One of President Trump’s campaign proposals was to repair America’s infrastructure and update our roads, railways, electric grids, airports, bridges, waterways, and pipelines. In light of this, Senate Democrats have put together their own proposal that is somewhat different from Trump’s $1 trillion plan.
There are several key differences between the two plans, and it is important to understand how each of the proposals would affect the general public. In addition, both plans call for investing $1 trillion over the next decade, not all up front. Let’s first take a look at President Trump’s plan and how he might deliver on his promise to upgrade our infrastructure.
Under President Trump’s plan, he would encourage the development of relationships between private and public infrastructure groups in hopes private organizations will invest the $1 trillion for the needed updates. The main benefit of this plan is it would mean the federal government would not need to allocate tax revenues or seek sources to fund the projects, but rather rely upon money from private firms to fund projects.
In exchange for their investments, the private firms would expect tax breaks and other forms of compensation. Aside from tax breaks, others forms of compensation could involve tolls or other user fees passed along to the general public. The main drawback, which could meet with resistance from Senate Democrats, is it would limit what projects were selected and those in lower income areas could be neglected.
The Democrats’ proposal would allocate government funding to help pay for improvement projects. The plan allocates funds to a wide range of potential projects and infrastructure areas, along with the creation of a new entity to regulate finances and funding of the projects, rather than rely on private investing.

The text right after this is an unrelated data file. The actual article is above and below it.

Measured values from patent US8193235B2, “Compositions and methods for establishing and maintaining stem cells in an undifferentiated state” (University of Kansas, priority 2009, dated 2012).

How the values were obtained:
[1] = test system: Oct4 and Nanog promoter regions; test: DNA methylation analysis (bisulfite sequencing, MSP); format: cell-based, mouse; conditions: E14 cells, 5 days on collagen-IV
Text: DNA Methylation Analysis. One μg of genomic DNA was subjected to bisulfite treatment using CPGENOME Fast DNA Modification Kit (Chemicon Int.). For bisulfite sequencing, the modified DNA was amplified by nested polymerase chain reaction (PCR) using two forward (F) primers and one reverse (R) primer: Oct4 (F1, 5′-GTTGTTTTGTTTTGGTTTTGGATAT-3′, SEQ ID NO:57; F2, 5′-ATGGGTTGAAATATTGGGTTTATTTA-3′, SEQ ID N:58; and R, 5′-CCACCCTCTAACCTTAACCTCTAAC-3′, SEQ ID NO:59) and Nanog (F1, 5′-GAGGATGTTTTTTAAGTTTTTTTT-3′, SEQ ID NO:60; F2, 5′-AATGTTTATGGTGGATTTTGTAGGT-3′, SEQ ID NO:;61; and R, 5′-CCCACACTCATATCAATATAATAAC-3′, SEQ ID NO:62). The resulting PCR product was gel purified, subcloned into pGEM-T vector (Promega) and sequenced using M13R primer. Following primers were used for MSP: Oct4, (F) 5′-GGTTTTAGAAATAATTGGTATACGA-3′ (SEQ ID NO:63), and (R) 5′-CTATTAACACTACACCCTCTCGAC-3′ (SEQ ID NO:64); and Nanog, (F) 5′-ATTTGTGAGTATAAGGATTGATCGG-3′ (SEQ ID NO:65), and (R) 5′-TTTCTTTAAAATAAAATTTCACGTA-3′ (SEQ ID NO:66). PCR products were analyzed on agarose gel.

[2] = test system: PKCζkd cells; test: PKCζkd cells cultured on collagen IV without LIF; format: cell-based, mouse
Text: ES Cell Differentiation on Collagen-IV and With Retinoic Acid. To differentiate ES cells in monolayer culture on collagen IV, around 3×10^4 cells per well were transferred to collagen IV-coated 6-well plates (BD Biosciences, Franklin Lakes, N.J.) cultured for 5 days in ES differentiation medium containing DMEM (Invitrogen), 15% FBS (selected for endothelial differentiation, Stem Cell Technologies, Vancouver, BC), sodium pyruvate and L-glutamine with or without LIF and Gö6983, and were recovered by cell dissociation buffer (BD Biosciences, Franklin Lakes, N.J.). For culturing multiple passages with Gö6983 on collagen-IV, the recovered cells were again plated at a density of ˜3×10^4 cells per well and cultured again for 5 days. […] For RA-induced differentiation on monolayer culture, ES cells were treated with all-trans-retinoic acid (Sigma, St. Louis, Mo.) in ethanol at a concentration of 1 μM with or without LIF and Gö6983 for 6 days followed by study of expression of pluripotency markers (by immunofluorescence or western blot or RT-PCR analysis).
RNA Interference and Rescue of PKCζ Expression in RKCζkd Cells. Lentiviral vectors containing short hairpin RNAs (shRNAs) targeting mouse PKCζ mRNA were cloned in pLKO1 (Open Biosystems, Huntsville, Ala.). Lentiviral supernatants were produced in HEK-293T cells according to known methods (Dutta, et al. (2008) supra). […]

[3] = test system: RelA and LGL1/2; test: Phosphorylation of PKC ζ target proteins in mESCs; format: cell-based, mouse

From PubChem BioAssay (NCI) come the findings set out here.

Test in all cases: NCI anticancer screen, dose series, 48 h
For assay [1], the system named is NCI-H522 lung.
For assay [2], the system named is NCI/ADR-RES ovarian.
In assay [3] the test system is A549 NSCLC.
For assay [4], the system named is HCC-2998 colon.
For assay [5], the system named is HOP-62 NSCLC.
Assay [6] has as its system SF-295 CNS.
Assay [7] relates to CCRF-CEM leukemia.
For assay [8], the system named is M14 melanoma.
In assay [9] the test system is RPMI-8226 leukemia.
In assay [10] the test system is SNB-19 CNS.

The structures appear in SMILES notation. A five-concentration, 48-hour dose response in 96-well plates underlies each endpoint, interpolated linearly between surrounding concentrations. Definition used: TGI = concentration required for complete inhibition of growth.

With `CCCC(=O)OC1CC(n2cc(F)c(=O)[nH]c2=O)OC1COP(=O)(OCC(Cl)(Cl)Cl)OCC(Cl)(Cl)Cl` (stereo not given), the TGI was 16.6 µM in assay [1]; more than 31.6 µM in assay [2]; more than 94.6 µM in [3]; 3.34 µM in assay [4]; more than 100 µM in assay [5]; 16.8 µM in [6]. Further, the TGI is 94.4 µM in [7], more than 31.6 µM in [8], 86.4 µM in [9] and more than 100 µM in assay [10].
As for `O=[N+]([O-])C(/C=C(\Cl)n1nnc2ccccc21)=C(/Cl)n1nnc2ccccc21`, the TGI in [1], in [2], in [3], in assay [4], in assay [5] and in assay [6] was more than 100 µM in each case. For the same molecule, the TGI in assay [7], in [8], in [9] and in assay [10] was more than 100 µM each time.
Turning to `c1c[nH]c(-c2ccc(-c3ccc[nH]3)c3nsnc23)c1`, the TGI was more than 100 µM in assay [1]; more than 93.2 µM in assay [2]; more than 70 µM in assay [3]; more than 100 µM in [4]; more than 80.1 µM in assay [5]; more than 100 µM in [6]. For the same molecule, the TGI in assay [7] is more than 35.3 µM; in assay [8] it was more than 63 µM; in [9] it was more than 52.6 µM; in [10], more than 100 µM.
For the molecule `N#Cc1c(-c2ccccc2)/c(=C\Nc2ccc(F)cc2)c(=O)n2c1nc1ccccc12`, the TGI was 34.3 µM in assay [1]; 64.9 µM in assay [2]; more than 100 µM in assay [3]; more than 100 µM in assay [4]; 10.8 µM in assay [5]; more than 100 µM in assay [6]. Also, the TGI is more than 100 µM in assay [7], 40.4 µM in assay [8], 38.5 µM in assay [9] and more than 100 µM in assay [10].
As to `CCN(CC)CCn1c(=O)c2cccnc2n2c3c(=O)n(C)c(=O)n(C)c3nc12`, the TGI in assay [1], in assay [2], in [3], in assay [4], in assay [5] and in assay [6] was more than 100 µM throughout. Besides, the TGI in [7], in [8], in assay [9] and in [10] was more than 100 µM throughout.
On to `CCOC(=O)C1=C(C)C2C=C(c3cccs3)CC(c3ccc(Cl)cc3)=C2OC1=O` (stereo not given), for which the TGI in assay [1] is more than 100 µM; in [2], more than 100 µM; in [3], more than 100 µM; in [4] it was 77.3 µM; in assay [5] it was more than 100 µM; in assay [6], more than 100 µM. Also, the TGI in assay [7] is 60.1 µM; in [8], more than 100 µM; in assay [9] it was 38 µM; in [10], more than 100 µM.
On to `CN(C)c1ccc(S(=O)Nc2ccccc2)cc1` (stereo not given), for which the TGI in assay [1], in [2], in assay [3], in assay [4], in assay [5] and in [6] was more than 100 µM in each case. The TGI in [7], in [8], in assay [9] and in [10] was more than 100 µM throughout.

The major appeal of the Democrats’ plan is it would allocate funding where it was needed the most and would not limit itself to only those types of projects private investors would consider.
However, standing in the way of this plan are Senate Republicans. They are hesitant to invest federal funding into new infrastructure programs since they are worried about how it is going to increase the ever-growing deficit.
Even with this resistance, their plan lets the President and Republicans know they are willing to work with them on improving infrastructure, as long as it does not exclusively focus on private investments or excessive tax breaks.
If President Trump delivers on his campaign promise, an infrastructure plan that includes aspects of private and government funding, along with compromises by both Democrats and Republicans, is most likely to come about.
Regardless of what proposal you favor, there are various ways you can ensure your voice is heard on Capitol Hill. Private individuals are encouraged to participate in grassroots lobbying, which is letting their government officials know where they stand on this issue. A more direct option for businesses is to obtain help from LobbyIt by calling 202-587-2736 today!